"[Peruvian writer] Mario Vargas Llosa explained this in a book he wrote. In [straitened] circumstances, people look for their primitive horde. They crave a tribal sense of belonging. Boca and River are tribes, so every person in their tribe tries to get support from their 'companeros' [friends], and they hate the other tribe. The problem is that in the stadiums, this aggression spills over. After every game, you hear about some demented fight between clubs' 'barra bravas' [ultras]. It's better both matches in the Copa Libertadores final will be played without visiting fans because it could be very violent."
The control the barra bravas wield over football clubs in Argentina is the great stain on the game in the country. They're organised criminal gangs that recruit "soldaditos" (little soldiers) to help execute their moneymaking rackets on matchdays. They're paid a small wage. They carry guns. They handle parking of cars at games. They own the merchandising of replica gear. They run drugs. Politicians employ them to work as bodyguards at their political rallies. It's alleged players give them a cut of their salaries and that they take a percentage of transfer fees.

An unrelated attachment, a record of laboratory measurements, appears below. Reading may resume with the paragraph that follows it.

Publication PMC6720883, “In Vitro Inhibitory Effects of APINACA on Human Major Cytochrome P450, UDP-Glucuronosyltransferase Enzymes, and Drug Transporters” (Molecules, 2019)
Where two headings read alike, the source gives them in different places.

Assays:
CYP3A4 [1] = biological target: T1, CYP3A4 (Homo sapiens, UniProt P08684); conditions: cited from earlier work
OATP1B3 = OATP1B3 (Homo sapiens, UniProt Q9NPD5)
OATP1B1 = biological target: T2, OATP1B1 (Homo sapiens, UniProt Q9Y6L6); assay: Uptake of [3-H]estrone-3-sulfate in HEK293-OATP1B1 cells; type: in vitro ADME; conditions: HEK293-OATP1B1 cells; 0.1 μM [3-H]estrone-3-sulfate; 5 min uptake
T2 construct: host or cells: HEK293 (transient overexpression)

The barra bravas reign by terror. During River Plate's first-leg relegation play-off against Belgrano in 2011, River's masked barra bravas flooded the pitch to threaten their own players. In the second leg—which River lost 3-1 on aggregate, resulting in the club's first-ever relegation (Boca has never been relegated)—both teams' players had to huddle in the centre-circle, surrounded by police, as River's barra bravas rained plastic seating down onto the pitch in fury. The agitation spilled over into shooting and riots around the stadium's streets after the final whistle.
Since 1922, there have been 328 deaths from football-related violence in Argentina—with the most recent coming on Sunday—according to Salvemos al Futbol, a nongovernmental organisation working to eradicate violence in the game. In October, for example, 28-year-old Matias Diarte died from a complication during surgery following an attack at a game from Boca Juniors' barra bravas.